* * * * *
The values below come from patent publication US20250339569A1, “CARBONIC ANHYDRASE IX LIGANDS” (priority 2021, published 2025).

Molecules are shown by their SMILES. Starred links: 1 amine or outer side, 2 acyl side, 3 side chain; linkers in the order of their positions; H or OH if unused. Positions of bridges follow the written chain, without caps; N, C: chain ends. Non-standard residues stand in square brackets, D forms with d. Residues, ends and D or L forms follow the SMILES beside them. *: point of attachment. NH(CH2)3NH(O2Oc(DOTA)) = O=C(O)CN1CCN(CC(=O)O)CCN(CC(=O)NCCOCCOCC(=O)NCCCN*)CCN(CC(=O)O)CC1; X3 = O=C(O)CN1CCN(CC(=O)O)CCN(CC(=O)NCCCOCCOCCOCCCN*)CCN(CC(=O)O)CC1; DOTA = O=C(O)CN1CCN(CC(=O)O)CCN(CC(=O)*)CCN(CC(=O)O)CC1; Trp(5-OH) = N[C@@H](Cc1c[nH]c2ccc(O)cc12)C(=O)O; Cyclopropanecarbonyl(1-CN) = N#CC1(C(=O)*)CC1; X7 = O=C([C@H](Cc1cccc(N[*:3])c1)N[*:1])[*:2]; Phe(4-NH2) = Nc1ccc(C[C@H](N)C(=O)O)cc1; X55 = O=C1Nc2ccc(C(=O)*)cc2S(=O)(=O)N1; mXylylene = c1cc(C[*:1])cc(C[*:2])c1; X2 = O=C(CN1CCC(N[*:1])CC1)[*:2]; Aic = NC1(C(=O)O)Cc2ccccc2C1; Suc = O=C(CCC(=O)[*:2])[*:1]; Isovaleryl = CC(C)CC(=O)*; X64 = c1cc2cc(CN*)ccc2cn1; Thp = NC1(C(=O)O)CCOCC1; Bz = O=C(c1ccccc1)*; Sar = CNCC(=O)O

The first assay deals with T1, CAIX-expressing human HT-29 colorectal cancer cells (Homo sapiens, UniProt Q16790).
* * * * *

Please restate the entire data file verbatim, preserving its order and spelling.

The values below come from patent publication US20250339569A1, “CARBONIC ANHYDRASE IX LIGANDS” (priority 2021, published 2025).

Molecules are shown by their SMILES. Starred links: 1 amine or outer side, 2 acyl side, 3 side chain; linkers in the order of their positions; H or OH if unused. Positions of bridges follow the written chain, without caps; N, C: chain ends. Non-standard residues stand in square brackets, D forms with d. Residues, ends and D or L forms follow the SMILES beside them. *: point of attachment. NH(CH2)3NH(O2Oc(DOTA)) = O=C(O)CN1CCN(CC(=O)O)CCN(CC(=O)NCCOCCOCC(=O)NCCCN*)CCN(CC(=O)O)CC1; X3 = O=C(O)CN1CCN(CC(=O)O)CCN(CC(=O)NCCCOCCOCCOCCCN*)CCN(CC(=O)O)CC1; DOTA = O=C(O)CN1CCN(CC(=O)O)CCN(CC(=O)*)CCN(CC(=O)O)CC1; Trp(5-OH) = N[C@@H](Cc1c[nH]c2ccc(O)cc12)C(=O)O; Cyclopropanecarbonyl(1-CN) = N#CC1(C(=O)*)CC1; X7 = O=C([C@H](Cc1cccc(N[*:3])c1)N[*:1])[*:2]; Phe(4-NH2) = Nc1ccc(C[C@H](N)C(=O)O)cc1; X55 = O=C1Nc2ccc(C(=O)*)cc2S(=O)(=O)N1; mXylylene = c1cc(C[*:1])cc(C[*:2])c1; X2 = O=C(CN1CCC(N[*:1])CC1)[*:2]; Aic = NC1(C(=O)O)Cc2ccccc2C1; Suc = O=C(CCC(=O)[*:2])[*:1]; Isovaleryl = CC(C)CC(=O)*; X64 = c1cc2cc(CN*)ccc2cn1; Thp = NC1(C(=O)O)CCOCC1; Bz = O=C(c1ccccc1)*; Sar = CNCC(=O)O

The first assay deals with T1, CAIX-expressing human HT-29 colorectal cancer cells (Homo sapiens, UniProt Q16790).